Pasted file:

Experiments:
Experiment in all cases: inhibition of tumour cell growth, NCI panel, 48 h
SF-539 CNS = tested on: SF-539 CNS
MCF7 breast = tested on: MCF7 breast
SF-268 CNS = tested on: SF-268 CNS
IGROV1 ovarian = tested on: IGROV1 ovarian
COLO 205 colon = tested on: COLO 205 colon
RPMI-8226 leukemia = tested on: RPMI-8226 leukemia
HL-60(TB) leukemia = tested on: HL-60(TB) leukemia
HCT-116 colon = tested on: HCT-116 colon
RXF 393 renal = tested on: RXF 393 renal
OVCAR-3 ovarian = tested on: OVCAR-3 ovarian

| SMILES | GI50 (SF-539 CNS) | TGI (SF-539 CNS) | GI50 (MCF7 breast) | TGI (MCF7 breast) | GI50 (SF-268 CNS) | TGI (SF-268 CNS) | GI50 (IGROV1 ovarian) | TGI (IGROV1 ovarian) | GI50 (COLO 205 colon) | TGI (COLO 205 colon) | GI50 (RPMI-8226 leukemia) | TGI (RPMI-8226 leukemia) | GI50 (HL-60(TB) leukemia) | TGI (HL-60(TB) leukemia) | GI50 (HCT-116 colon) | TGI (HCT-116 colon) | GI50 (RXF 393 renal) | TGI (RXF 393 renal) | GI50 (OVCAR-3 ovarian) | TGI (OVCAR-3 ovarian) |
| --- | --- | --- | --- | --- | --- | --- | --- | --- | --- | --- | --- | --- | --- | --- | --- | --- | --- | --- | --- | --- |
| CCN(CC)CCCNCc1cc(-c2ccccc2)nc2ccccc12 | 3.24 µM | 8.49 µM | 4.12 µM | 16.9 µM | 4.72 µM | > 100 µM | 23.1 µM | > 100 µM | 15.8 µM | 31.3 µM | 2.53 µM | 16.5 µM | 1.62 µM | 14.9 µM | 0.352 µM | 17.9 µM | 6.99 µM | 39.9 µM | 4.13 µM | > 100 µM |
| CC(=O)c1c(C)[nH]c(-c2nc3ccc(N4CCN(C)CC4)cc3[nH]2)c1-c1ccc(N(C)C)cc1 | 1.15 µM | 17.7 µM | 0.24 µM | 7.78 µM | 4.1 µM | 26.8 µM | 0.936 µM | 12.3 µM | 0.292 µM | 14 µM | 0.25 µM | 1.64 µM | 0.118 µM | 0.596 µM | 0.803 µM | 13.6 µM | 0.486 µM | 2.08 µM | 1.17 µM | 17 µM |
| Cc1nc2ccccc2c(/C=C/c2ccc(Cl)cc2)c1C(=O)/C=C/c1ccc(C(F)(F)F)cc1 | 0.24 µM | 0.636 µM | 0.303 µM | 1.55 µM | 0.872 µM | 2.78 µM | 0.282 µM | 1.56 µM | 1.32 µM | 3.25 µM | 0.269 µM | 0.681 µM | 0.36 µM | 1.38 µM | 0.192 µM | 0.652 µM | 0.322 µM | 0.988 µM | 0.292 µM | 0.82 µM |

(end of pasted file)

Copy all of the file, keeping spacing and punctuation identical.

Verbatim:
Experiments:
Experiment in all cases: inhibition of tumour cell growth, NCI panel, 48 h
SF-539 CNS = tested on: SF-539 CNS
MCF7 breast = tested on: MCF7 breast
SF-268 CNS = tested on: SF-268 CNS
IGROV1 ovarian = tested on: IGROV1 ovarian
COLO 205 colon = tested on: COLO 205 colon
RPMI-8226 leukemia = tested on: RPMI-8226 leukemia
HL-60(TB) leukemia = tested on: HL-60(TB) leukemia
HCT-116 colon = tested on: HCT-116 colon
RXF 393 renal = tested on: RXF 393 renal
OVCAR-3 ovarian = tested on: OVCAR-3 ovarian

| SMILES | GI50 (SF-539 CNS) | TGI (SF-539 CNS) | GI50 (MCF7 breast) | TGI (MCF7 breast) | GI50 (SF-268 CNS) | TGI (SF-268 CNS) | GI50 (IGROV1 ovarian) | TGI (IGROV1 ovarian) | GI50 (COLO 205 colon) | TGI (COLO 205 colon) | GI50 (RPMI-8226 leukemia) | TGI (RPMI-8226 leukemia) | GI50 (HL-60(TB) leukemia) | TGI (HL-60(TB) leukemia) | GI50 (HCT-116 colon) | TGI (HCT-116 colon) | GI50 (RXF 393 renal) | TGI (RXF 393 renal) | GI50 (OVCAR-3 ovarian) | TGI (OVCAR-3 ovarian) |
| --- | --- | --- | --- | --- | --- | --- | --- | --- | --- | --- | --- | --- | --- | --- | --- | --- | --- | --- | --- | --- |
| CCN(CC)CCCNCc1cc(-c2ccccc2)nc2ccccc12 | 3.24 µM | 8.49 µM | 4.12 µM | 16.9 µM | 4.72 µM | > 100 µM | 23.1 µM | > 100 µM | 15.8 µM | 31.3 µM | 2.53 µM | 16.5 µM | 1.62 µM | 14.9 µM | 0.352 µM | 17.9 µM | 6.99 µM | 39.9 µM | 4.13 µM | > 100 µM |
| CC(=O)c1c(C)[nH]c(-c2nc3ccc(N4CCN(C)CC4)cc3[nH]2)c1-c1ccc(N(C)C)cc1 | 1.15 µM | 17.7 µM | 0.24 µM | 7.78 µM | 4.1 µM | 26.8 µM | 0.936 µM | 12.3 µM | 0.292 µM | 14 µM | 0.25 µM | 1.64 µM | 0.118 µM | 0.596 µM | 0.803 µM | 13.6 µM | 0.486 µM | 2.08 µM | 1.17 µM | 17 µM |
| Cc1nc2ccccc2c(/C=C/c2ccc(Cl)cc2)c1C(=O)/C=C/c1ccc(C(F)(F)F)cc1 | 0.24 µM | 0.636 µM | 0.303 µM | 1.55 µM | 0.872 µM | 2.78 µM | 0.282 µM | 1.56 µM | 1.32 µM | 3.25 µM | 0.269 µM | 0.681 µM | 0.36 µM | 1.38 µM | 0.192 µM | 0.652 µM | 0.322 µM | 0.988 µM | 0.292 µM | 0.82 µM |